Darn it! We’re in Bayeux.

September 16th 2018

The journey north today showed the changes in scenery, large fields giving way to smaller ones, the appearance of herds of cows, troupeau de vache, the soft yellow stone of the houses in the south changing to a darker colour and gone are the red clay roof tiles to be replaced by slate. The first hints of autumn are felt as it is cooler in the mornings and late evening and leaves are changing colour.

Today we are in an aire at The Museum Memorial De La Bataille de Normandie in Bayeux.

We wanted to see the Bayeux tapestry and the famous cathedral and this aire seemed which is close to the centre was a good place to stop, as luck would have it and unbeknown to us, this weekend is European Heritage Weekend and entry to museums is free! This save us 30 euros in entrance fees.

Bordeaux Cathedral is the seat of the Bishops of Bayeux , it was consecrated in July 1077 by Bishop Otto the half brother of William the Conqueror, Duke of Normandy, who was in attendance. It was here that Harold swore an oath to William promising him the kingdom of England when King Edward died, the breaking of this oath lead to the Norman Conquest and the Battle of Hastings.

The Bayeux Tapestry is 68m long and 50cm tall and depicts the events leading up to the Norman Conquest and the Battle of Hastings culminating in the death of King Harold. The embroidery depicts more than 600 characters, forty ships and hundreds of animals and mythological figures. It was originally displayed for two weeks each year in Bayeux Cathedral as a means of educating people, many of whom were illiterate, about the event.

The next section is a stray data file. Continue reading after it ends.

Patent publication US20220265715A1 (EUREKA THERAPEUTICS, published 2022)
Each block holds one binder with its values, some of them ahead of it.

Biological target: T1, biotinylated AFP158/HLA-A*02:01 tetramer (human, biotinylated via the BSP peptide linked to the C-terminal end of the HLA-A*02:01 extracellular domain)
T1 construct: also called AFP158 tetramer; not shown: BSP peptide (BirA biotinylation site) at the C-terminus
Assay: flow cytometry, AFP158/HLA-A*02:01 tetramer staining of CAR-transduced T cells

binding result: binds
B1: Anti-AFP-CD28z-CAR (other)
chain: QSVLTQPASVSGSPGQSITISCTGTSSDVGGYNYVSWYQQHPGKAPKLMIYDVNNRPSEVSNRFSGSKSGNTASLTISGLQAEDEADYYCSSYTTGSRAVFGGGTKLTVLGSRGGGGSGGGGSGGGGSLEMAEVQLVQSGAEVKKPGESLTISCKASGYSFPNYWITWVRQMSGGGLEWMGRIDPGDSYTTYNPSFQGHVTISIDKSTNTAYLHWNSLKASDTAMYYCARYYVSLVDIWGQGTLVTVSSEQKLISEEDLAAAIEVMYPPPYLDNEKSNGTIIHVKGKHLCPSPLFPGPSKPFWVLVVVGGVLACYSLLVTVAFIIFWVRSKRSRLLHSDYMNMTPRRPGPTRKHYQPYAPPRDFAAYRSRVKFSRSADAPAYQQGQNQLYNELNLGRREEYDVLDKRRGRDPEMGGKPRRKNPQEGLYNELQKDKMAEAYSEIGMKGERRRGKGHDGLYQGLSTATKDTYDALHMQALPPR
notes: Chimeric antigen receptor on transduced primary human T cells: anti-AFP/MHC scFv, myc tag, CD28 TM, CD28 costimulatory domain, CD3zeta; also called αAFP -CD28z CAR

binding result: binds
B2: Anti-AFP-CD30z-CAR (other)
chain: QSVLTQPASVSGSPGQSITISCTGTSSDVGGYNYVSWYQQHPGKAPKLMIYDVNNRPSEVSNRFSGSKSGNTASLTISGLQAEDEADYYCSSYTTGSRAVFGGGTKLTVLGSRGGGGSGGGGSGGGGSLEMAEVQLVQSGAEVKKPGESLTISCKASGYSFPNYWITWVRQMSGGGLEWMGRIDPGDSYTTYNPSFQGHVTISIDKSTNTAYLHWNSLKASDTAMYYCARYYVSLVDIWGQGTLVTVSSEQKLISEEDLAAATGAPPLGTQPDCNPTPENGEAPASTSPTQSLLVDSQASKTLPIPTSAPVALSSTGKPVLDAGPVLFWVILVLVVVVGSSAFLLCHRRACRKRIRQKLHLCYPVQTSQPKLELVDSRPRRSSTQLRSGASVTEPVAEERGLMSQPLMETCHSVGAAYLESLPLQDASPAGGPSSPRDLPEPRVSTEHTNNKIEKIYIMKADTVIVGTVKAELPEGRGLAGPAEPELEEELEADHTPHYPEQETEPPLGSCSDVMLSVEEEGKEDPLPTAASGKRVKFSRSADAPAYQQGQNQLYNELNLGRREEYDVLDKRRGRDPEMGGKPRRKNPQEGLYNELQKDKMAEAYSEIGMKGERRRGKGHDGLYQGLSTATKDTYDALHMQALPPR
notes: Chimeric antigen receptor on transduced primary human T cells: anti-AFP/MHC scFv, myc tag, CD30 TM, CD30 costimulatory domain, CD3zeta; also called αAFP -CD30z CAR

I did suggest Michelle do a little darning on it but with her dodgy eye sight she can’t thread a needle 😉

The Musee Memorial De La Bataille de Normandie shows the events of the WW2 invasion of Normandy which commenced in 1944. It gave details of those involved on both sides, the equipment and weapons used, and the stark realities of how many died. On the opposite side of the road is a War Cemetery again bringing home the horrors of war.

We spent the evening in a van of a Welsh couple and their Jack Russell dog that Layla had befriended, it was good to share a drink and find out about each other’s experiences, they have recently retired, rented out their house and are the road for a year.

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